The Wal-Mart Effect

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The Wal-Mart Effect
Wal-mart effect front cover.jpg
AuthorCharles Fishman
CountryUnited States
  • Economics
  • Labor economics
  • Management
  • Advertising and public relations
PublisherPenguin Press
Publication date
Media typePrint (hardcover & paperback)
Pages294 (first edition)

The Wal-Mart Effect is a 2006 book by business journalist Charles Fishman, a senior editor at Fast Company magazine, which describes local and global economic effects attributable to the retail chain Walmart.[1][2][3]

In the book, Fishman writes that Walmart is arguably the world's most important privately controlled economic institution, and that the phrase "the Wal-Mart effect" is shorthand for a wide range of both positive and negative impacts on consumers resulting from how Walmart does its business. He describes these effects as including the suburbanization of the local shopping experience, the driving down of local prices for all everyday necessities, the draining of the viability of the traditional local shopping areas, a continual downward pressure on local wages, the consolidation of consumer product companies aiming to match Walmart's scale, a continual downward pressure on inflation, and a new and continual cost scrutiny at a wide range of businesses enabling them to survive on thinner profit margins.[4] Fishman concludes that Walmart is "beyond the market forces that capitalism relies on to enforce fair play [and] isn't subject to the market forces because it's creating them."[5]

Fishman did not coin the phrase Wal-Mart effect. It has been traced back to 1990, when journalist Julie Morris used it in a USA Today story.[6]

Following the publication of The Wal-Mart Effect, Walmart commissioned its own study of the phenomenon from Global Insight, a research and consulting company.[7] The Wal-Mart Effect was among several books documenting and analyzing the economic effects of Walmart on local economies: others have included The Local Economic Impact of Walmart by economist Michael J. Hicks,[8] and Walmart: The Face Of Twenty-First-Century Capitalism by American labor historian Nelson Lichtenstein.[9]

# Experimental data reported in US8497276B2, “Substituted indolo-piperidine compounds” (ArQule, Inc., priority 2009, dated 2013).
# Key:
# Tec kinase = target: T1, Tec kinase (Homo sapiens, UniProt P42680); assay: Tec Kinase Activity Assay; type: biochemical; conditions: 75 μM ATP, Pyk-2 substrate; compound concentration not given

Since the release of The Wal-Mart Effect, journalists, economists and others have documented additional Walmart effects. In 2013, the Democratic staff of the U.S. House Committee on Education and the Workforce released a report called Wal-Mart's The Low‐Wage Drag on Our Economy: Wal‐Mart's low wages and their effect on taxpayers and economic growth, which analyzed Walmart's effect on U.S. government finances and concluded that each Wal-Mart store with at least 300 employees costs taxpayers between $900,000 and $1.75 million per year for social services for its workers, such as healthcare, Section 8 housing programs, subsidized school lunches and earned income tax credits.[10]


  1. ^ "The Behemoth from Bentonville". The Economist. London. February 23, 2006. Retrieved June 2, 2013.
  2. ^ "What's in the journals, August 2006". The Economist. London. August 31, 2006. Retrieved June 2, 2013.
  3. ^ McFedries, Paul. "Walmart Effect". Word Spy. Retrieved June 2, 2013.
  4. ^ Fishman, Charles (2007). The Wal-Mart Effect (2nd ed.). London: Penguin Books. pp. 9–20. ISBN 0141019794.
  5. ^ Stewart, Barbara (March 12, 2006). "A trolley bad show". The Observer. London. p. 25.
  6. ^ McFedries, Paul. "Walmart Effect". Word Spy. Retrieved June 2, 2013.
  7. ^ "Opening up the big box: measuring the Walmart effect". The Economist. London. February 23, 2006. Retrieved June 2, 2013.
  8. ^ Hicks, Michael J. (2007). The local economic impact of Walmart. Youngstown, N.Y.: Cambria Press. ISBN 1934043389.
  9. ^ Lichtenstein, Nelson, ed. (2006). Walmart: the face of twenty-first-century capitalism. New York: New Press. ISBN 978-1-595-58035-1.
  10. ^ Heller, Laura (May 31, 2013). "Are Wal‐Mart's Low Wages A Drag On The Economy? New Report Says Yes". Forbes. Jersey City. Retrieved June 2, 2013.